By David Fox
May 13, 2020
Disclaimer: The following piece was written by a guest writer. This writer‘s views do not necessarily align with ours at MyTennisHQ.
Most active and former players would agree that tennis at the professional level is a ruthless sport. From the 48 week season to the lack of prize money distribution throughout the levels of the tour, one of the most challenging aspects of pro tennis is climbing through the rankings. It takes a combination of consistently high levels of performance, persistent travel, substantial periods of good health and a little luck thrown in the mix.
The current cut for Challenger Level tournaments on the men’s side is somewhere between #400-500 ATP (give or take depending on the week). In order to be within that ranking bracket you have to accumulate approximately 60-70 ATP points within the 12 month rolling calendar period. In order to reach that, you theoretically must win 6 $15k events (10 points for each), or at least 3 $25k events (20 points for each.) This is of course an extremely challenging feat that many players do not achieve, especially given all of the difficult aspects that the structure of the pro tour brings on.
For those of you unfamiliar with the ITF/ATP tour and the progressions through levels, the ITF Pro circuit is considered the entry level to professional tennis and is made up of two tiers: $15k and $25k. Most players begin their career at this level and spend a majority of their early career building their ranking by earning the limited ATP points that are on offer at this tier. By winning a $15k a player will bag themselves 10 ATP points, whereas a $25k will offer 20 Points for the winner. Once you have attained a high enough ranking, you can make the step into challengers where there are 80-125 points up for grabs to the winner.
On paper it would seem like these events are vastly different in terms of the level or quality of player. However due to the finite number of challengers on the schedule many “challenger” players end up having to drop back into the futures level in order to maintain their point total and maintain match experience. This is why it becomes extremely difficult for players to break into the challenger tour. They are essentially competing with challenger players at the futures level; in my past 3 futures tournaments I have lost to players ranked from #250 – 450 ATP. Considering the level is similar between these two rungs of the tour, I feel that it is important players are rewarded with an opportunity to compete at a higher level whenever they have earned it.
So what can be done to reward successful players and offer more opportunities to move up to the challenger level? My proposal is that all $15k and $25k winners and finalists earn themselves a Wild Card into an upcoming challenger event.
Those wildcards would be awarded by the following guidelines:
- $25k Winner: Challenger 90 Main Draw WC
- $25k Runner-up: Challenger 80 Main Draw WC
- $15k Winner: Challenger 80 Main Draw WC
- $15k Runner-up: Challenger 80 Qualifying WC
Guidelines for WildCard Use:
- The wildcard can be used within 90 days (3 months) of the completion of the $15k or $25k from which they earned it from.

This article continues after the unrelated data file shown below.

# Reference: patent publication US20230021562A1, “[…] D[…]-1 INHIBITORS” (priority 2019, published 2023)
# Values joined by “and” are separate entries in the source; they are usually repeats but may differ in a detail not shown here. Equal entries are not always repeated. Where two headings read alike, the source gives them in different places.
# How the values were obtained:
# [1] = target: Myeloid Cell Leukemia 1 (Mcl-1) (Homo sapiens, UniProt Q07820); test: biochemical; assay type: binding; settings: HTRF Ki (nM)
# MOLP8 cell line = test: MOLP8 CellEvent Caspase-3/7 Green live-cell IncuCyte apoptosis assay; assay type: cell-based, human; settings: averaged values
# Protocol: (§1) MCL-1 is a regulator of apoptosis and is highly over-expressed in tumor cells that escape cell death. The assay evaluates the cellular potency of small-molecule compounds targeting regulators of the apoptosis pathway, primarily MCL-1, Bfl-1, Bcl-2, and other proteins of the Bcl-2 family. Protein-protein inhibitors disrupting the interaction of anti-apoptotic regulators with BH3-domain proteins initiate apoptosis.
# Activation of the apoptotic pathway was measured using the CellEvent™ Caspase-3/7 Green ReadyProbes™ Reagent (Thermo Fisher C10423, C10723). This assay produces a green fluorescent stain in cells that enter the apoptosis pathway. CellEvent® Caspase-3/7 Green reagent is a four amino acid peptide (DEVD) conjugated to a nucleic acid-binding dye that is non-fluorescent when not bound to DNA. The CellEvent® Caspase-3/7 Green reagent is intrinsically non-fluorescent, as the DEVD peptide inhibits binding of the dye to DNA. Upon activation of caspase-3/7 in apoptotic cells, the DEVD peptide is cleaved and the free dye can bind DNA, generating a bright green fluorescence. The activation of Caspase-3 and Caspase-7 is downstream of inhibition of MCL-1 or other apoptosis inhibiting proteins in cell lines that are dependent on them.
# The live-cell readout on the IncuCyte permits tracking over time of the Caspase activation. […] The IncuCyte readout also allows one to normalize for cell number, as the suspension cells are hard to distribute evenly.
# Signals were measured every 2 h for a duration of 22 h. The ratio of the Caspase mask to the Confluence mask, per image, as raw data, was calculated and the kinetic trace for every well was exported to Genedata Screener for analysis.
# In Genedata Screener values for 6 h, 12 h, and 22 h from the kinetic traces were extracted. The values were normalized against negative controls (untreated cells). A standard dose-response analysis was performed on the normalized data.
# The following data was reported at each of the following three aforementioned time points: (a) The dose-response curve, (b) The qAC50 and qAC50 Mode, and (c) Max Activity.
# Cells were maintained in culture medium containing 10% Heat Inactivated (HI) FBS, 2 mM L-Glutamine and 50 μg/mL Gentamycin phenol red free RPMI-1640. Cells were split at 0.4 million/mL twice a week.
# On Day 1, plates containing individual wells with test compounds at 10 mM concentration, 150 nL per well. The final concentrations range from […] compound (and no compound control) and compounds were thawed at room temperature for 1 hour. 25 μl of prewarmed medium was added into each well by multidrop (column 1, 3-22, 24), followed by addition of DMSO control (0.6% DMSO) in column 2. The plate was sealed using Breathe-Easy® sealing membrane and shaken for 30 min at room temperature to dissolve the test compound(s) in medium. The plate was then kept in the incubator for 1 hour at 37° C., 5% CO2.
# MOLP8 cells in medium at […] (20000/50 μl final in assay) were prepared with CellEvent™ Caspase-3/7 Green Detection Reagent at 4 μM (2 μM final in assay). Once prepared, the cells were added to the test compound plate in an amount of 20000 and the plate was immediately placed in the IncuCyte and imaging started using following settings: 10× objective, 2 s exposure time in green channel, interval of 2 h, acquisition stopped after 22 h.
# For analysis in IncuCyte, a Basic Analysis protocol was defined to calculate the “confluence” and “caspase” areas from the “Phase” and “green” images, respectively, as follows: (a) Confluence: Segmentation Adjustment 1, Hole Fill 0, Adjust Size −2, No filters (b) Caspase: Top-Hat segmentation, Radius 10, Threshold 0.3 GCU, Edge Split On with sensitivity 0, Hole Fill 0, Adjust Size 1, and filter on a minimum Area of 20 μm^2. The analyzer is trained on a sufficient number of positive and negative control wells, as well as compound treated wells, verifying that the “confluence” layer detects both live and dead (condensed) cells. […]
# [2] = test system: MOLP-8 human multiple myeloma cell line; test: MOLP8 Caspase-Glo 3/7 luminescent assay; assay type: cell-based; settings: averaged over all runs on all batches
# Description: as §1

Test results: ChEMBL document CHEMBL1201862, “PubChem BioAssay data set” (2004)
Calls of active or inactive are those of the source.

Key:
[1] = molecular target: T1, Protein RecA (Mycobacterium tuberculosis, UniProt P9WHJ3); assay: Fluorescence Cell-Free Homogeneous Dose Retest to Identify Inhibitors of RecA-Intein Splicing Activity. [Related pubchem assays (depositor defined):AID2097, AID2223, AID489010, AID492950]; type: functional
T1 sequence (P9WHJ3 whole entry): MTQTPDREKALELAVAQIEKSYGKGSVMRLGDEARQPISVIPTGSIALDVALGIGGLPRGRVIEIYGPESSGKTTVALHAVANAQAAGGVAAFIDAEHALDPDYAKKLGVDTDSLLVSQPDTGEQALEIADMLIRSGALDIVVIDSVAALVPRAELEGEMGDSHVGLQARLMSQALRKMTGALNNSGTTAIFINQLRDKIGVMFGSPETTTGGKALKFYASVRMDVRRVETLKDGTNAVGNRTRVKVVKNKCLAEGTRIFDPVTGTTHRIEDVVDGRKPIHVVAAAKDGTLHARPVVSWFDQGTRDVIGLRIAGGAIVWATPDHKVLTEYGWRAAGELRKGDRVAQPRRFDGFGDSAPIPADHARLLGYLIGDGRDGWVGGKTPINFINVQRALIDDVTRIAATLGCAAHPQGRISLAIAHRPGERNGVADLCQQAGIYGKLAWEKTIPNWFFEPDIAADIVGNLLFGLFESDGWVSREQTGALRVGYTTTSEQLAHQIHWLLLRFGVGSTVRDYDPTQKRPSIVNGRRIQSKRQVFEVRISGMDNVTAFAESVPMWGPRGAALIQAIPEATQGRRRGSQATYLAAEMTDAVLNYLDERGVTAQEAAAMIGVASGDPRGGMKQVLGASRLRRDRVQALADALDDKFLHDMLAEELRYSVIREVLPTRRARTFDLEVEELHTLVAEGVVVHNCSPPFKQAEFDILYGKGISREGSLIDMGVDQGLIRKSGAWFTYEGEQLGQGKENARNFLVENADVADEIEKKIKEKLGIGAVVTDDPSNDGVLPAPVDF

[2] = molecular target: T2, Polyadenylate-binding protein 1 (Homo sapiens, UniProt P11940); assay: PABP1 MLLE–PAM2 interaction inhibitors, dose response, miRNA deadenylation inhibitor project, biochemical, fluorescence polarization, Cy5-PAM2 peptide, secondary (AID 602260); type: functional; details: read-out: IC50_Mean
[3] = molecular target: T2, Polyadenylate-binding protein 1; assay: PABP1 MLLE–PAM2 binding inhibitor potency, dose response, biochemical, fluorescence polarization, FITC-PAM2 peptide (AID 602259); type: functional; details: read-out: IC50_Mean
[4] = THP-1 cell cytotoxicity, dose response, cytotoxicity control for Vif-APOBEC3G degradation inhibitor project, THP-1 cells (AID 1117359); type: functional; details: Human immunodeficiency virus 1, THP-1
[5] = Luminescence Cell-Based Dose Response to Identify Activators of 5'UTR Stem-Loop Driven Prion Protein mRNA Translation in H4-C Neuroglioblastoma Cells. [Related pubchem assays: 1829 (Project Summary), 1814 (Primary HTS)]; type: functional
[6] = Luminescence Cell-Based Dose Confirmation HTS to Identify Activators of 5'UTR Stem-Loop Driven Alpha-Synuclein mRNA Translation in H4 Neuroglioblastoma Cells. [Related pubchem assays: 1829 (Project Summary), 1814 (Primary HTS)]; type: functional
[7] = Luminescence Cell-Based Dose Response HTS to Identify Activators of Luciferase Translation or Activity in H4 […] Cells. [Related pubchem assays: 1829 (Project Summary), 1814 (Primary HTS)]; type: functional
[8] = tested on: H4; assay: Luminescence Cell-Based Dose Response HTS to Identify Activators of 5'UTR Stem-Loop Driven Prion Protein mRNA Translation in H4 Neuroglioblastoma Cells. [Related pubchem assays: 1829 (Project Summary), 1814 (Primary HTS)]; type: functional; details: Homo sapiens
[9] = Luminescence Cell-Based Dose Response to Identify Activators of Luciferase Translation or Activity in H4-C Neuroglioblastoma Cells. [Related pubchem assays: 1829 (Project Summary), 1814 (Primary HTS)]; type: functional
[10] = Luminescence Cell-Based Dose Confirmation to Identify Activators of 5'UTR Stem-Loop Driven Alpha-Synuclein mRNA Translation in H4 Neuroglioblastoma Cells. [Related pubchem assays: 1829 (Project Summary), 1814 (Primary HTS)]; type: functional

- The Challenger Tournament is selected by the player (at the respective level earned) and they must notify the Tournament Director before the entry deadline with written confirmation from ITF Officials.
As we all know, tennis is a difficult sport to sustain extremely high levels for prolonged periods of time. That does not mean that players aren’t capable of a particular level on any given day. Therefore, rewarding players with direct access to the challenger level through their futures level success gives more opportunities to players to break through quicker. This will allow them to play for more prize money and more ATP points. It also gives players an opportunity to take a bite at the proverbial apple while riding the momentum and confidence that earned them their futures success, before either luck or health diminish or general levels of performance start to fluctuate.
If players happen to have one time success at a futures event and can’t sustain it during their challenger level opportunity, then they can return to futures with the experience and continue the grind. However, if the player happens to continue their success during their challenger experience, then one, their rise through the rankings will be somewhat streamlined and two, their opportunity to play challenger level is thus justified.
A potential addition to this system would be to remove direct acceptance into Challenger 80 Qualifying and have Challenger 80 Qualifying made up of 4 $15k Runner Up’s. This would alleviate the concern futures players may have about travelling to a challenger qualifying event without knowing if they will be accepted, while it would provide incentive for successful futures level players.
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David Fox graduated from the University of Denver in 2016. After a 2 year full-time coaching stint, he began playing professionally in 2019. He is currently ranked #989 in singles and #620 in doubles in the ATP rankings. You can find David on instagram @fantasticmrfox94.
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